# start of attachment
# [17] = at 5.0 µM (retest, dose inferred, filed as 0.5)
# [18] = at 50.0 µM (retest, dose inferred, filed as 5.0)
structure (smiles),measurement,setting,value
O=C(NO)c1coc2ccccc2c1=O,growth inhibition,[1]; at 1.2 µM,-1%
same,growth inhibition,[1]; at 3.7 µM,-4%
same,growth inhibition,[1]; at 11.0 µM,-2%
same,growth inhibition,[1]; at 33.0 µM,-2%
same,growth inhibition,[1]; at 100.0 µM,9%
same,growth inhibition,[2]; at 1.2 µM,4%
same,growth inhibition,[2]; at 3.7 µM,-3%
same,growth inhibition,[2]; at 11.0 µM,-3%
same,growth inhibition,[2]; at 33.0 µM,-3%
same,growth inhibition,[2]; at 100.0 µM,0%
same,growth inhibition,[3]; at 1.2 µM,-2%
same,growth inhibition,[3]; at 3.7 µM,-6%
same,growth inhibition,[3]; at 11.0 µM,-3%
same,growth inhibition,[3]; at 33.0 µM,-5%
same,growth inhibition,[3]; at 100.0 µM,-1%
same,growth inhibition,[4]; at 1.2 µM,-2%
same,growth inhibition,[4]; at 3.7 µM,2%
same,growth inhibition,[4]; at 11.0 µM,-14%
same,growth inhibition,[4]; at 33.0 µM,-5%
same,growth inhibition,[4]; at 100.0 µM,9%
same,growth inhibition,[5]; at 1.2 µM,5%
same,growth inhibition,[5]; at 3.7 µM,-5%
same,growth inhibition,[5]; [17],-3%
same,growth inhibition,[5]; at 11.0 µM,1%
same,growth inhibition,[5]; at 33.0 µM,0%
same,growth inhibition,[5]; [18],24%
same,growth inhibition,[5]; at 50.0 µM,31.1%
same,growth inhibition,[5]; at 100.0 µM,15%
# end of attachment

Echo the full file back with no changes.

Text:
# [17] = at 5.0 µM (retest, dose inferred, filed as 0.5)
# [18] = at 50.0 µM (retest, dose inferred, filed as 5.0)
structure (smiles),measurement,setting,value
O=C(NO)c1coc2ccccc2c1=O,growth inhibition,[1]; at 1.2 µM,-1%
same,growth inhibition,[1]; at 3.7 µM,-4%
same,growth inhibition,[1]; at 11.0 µM,-2%
same,growth inhibition,[1]; at 33.0 µM,-2%
same,growth inhibition,[1]; at 100.0 µM,9%
same,growth inhibition,[2]; at 1.2 µM,4%
same,growth inhibition,[2]; at 3.7 µM,-3%
same,growth inhibition,[2]; at 11.0 µM,-3%
same,growth inhibition,[2]; at 33.0 µM,-3%
same,growth inhibition,[2]; at 100.0 µM,0%
same,growth inhibition,[3]; at 1.2 µM,-2%
same,growth inhibition,[3]; at 3.7 µM,-6%
same,growth inhibition,[3]; at 11.0 µM,-3%
same,growth inhibition,[3]; at 33.0 µM,-5%
same,growth inhibition,[3]; at 100.0 µM,-1%
same,growth inhibition,[4]; at 1.2 µM,-2%
same,growth inhibition,[4]; at 3.7 µM,2%
same,growth inhibition,[4]; at 11.0 µM,-14%
same,growth inhibition,[4]; at 33.0 µM,-5%
same,growth inhibition,[4]; at 100.0 µM,9%
same,growth inhibition,[5]; at 1.2 µM,5%
same,growth inhibition,[5]; at 3.7 µM,-5%
same,growth inhibition,[5]; [17],-3%
same,growth inhibition,[5]; at 11.0 µM,1%
same,growth inhibition,[5]; at 33.0 µM,0%
same,growth inhibition,[5]; [18],24%
same,growth inhibition,[5]; at 50.0 µM,31.1%
same,growth inhibition,[5]; at 100.0 µM,15%